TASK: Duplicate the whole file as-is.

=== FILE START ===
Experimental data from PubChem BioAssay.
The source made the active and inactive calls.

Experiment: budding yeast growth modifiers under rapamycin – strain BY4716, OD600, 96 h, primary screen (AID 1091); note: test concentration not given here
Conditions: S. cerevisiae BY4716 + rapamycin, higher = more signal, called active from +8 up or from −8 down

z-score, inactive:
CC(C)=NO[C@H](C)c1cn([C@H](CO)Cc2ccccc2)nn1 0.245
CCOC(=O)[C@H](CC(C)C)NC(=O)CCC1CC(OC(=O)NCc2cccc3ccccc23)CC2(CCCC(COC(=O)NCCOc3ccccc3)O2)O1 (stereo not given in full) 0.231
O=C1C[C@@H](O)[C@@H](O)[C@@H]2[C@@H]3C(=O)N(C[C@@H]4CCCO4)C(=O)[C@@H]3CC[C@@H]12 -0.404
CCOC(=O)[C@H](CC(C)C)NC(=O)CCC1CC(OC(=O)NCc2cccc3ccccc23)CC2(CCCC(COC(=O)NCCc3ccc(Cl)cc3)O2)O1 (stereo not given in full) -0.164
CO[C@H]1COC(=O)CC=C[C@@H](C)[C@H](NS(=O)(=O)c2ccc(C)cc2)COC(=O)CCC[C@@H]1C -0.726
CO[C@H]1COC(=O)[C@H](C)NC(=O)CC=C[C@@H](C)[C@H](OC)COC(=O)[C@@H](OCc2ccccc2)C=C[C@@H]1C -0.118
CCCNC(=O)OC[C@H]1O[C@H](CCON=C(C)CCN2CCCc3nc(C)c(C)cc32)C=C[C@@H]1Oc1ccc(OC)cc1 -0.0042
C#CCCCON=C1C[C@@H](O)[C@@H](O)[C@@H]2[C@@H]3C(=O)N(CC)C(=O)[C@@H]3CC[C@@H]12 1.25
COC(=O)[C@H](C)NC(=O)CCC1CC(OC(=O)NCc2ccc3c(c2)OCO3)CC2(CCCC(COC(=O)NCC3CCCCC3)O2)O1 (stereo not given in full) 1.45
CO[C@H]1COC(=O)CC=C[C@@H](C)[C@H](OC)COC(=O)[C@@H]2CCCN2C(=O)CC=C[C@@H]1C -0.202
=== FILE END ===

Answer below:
Experimental data from PubChem BioAssay.
The source made the active and inactive calls.

Experiment: budding yeast growth modifiers under rapamycin – strain BY4716, OD600, 96 h, primary screen (AID 1091); note: test concentration not given here
Conditions: S. cerevisiae BY4716 + rapamycin, higher = more signal, called active from +8 up or from −8 down

z-score, inactive:
CC(C)=NO[C@H](C)c1cn([C@H](CO)Cc2ccccc2)nn1 0.245
CCOC(=O)[C@H](CC(C)C)NC(=O)CCC1CC(OC(=O)NCc2cccc3ccccc23)CC2(CCCC(COC(=O)NCCOc3ccccc3)O2)O1 (stereo not given in full) 0.231
O=C1C[C@@H](O)[C@@H](O)[C@@H]2[C@@H]3C(=O)N(C[C@@H]4CCCO4)C(=O)[C@@H]3CC[C@@H]12 -0.404
CCOC(=O)[C@H](CC(C)C)NC(=O)CCC1CC(OC(=O)NCc2cccc3ccccc23)CC2(CCCC(COC(=O)NCCc3ccc(Cl)cc3)O2)O1 (stereo not given in full) -0.164
CO[C@H]1COC(=O)CC=C[C@@H](C)[C@H](NS(=O)(=O)c2ccc(C)cc2)COC(=O)CCC[C@@H]1C -0.726
CO[C@H]1COC(=O)[C@H](C)NC(=O)CC=C[C@@H](C)[C@H](OC)COC(=O)[C@@H](OCc2ccccc2)C=C[C@@H]1C -0.118
CCCNC(=O)OC[C@H]1O[C@H](CCON=C(C)CCN2CCCc3nc(C)c(C)cc32)C=C[C@@H]1Oc1ccc(OC)cc1 -0.0042
C#CCCCON=C1C[C@@H](O)[C@@H](O)[C@@H]2[C@@H]3C(=O)N(CC)C(=O)[C@@H]3CC[C@@H]12 1.25
COC(=O)[C@H](C)NC(=O)CCC1CC(OC(=O)NCc2ccc3c(c2)OCO3)CC2(CCCC(COC(=O)NCC3CCCCC3)O2)O1 (stereo not given in full) 1.45
CO[C@H]1COC(=O)CC=C[C@@H](C)[C@H](OC)COC(=O)[C@@H]2CCCN2C(=O)CC=C[C@@H]1C -0.202